UCF Global Perspectives


Saudi Crown Prince Visits United States

Noa Tann, Sibille H. Pritchard Global Peace Fellow

March 22, 2018

Prince Mohammed bin Salman, crown prince of Saudi Arabia, arrived in Washington D.C. on Monday, 20 March 2018, beginning a two-week tour of the United States (Reuters 1). According to Nader Hashemi, director of the Center for Middle East Studies at the University of Denver’s Korbel School of International Studies, the prince’s visit has several purposes. Hashemi stated that Prince Mohammed bin Salman’s main goal is “rehabilitating Saudi Arabia’s image in the minds of the U.S. public” (Al Jazeera). In an interview with CBS’ 60 Minutes, aired as the prince arrived in the U.S., Mohammed bin Salman seemed to be pursuing this aim (CBS). The very first subject he addressed was the association with terrorism that “many Americans” make when they think about Saudi Arabia (CBS). He also discussed gender equality, economic plans, human rights, corruption, and the possibility of a nuclear Saudi Arabia (CBS). Accusing Iran of supporting Al-Qaeda and prolonging the civil war in Yemen, the prince compared Iran’s ruler Ayatollah Khamenei to Hitler (CBS). This discussion brought the prince to the assertion that if Iran developed a nuclear bomb, Saudi Arabia “will follow suit as soon as possible,” (CBS).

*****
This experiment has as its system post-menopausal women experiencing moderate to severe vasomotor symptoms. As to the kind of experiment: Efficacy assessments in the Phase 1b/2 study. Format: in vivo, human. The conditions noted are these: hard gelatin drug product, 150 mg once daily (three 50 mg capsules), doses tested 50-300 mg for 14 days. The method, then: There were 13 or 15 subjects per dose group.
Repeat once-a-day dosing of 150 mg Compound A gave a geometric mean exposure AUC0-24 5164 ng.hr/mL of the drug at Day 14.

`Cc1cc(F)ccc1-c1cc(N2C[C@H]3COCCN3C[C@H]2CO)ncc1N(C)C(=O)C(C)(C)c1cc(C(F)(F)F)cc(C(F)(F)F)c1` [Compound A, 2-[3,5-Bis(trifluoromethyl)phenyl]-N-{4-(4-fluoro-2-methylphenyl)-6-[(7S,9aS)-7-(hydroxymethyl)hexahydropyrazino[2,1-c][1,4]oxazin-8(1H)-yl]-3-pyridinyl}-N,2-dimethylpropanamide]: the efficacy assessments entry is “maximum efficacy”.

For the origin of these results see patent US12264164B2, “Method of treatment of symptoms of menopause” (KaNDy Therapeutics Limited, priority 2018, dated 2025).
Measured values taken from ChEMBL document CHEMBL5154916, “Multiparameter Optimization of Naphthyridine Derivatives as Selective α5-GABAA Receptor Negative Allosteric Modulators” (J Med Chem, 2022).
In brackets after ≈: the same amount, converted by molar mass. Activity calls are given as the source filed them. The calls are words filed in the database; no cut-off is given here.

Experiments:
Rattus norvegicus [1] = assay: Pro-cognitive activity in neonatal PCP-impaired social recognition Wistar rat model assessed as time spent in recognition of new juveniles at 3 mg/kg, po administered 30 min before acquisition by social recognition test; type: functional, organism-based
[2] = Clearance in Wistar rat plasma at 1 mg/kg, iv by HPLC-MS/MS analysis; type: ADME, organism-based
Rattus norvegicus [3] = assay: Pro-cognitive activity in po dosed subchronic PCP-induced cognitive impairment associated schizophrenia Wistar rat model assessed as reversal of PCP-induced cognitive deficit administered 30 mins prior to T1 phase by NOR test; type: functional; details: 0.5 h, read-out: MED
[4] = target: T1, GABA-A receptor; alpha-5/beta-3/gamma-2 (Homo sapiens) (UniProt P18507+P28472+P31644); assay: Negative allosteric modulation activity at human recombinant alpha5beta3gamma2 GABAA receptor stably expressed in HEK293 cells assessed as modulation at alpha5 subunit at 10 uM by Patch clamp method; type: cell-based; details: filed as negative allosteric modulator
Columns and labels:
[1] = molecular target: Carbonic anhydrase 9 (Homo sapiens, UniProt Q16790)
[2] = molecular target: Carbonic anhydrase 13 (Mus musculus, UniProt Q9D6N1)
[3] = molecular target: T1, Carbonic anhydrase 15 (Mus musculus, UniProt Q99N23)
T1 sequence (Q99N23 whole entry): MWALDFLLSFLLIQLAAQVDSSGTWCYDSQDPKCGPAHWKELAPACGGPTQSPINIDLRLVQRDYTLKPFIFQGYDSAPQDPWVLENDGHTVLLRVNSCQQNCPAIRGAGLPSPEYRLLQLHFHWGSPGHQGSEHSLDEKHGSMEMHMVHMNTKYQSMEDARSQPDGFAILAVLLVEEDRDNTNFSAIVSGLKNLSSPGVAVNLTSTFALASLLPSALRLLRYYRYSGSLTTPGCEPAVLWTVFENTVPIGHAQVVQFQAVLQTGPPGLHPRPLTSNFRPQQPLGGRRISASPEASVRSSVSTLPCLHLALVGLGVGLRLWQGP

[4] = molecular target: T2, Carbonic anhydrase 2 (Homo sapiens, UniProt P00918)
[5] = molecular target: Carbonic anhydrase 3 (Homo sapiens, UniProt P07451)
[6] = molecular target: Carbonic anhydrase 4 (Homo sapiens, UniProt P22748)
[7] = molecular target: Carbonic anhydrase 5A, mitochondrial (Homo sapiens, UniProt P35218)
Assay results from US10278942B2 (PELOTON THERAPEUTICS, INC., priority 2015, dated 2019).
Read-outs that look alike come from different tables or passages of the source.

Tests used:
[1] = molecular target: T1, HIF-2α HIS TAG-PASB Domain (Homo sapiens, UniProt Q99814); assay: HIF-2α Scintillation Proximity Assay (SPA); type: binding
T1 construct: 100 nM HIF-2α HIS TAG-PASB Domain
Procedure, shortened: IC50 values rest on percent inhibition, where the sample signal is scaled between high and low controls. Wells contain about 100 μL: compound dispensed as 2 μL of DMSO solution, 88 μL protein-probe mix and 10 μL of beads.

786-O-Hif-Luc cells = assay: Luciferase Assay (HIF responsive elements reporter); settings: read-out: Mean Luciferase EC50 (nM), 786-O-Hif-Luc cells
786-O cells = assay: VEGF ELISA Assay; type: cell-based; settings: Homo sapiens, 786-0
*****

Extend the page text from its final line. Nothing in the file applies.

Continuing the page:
Other aspects of bin Salman’s visit include the initial public offering (IPO) of Saudi Arabia’s national oil company (Fortune) and other financial interests. Finally, although it was not mentioned in the CBS interview and the Saudi foreign minister called it a “very small matter,” there is the issue of Qatar (Reuters 1). A dispute between Qatar and several neighboring countries including Saudi Arabia, the UAE, and Bahrain has been ongoing since July 2017 (Reuters 2). While the issue was not discussed by Prince Mohammed bin Salman, the dispute is one of American president Donald Trump’s main concerns (Reuters 2). Just before Trump’s meeting with the prince, a senior aide stated that Trump “believes unity among Gulf is critical… and wants to organize a meeting of Gulf leaders” to resolve the dispute (Reuters 2).






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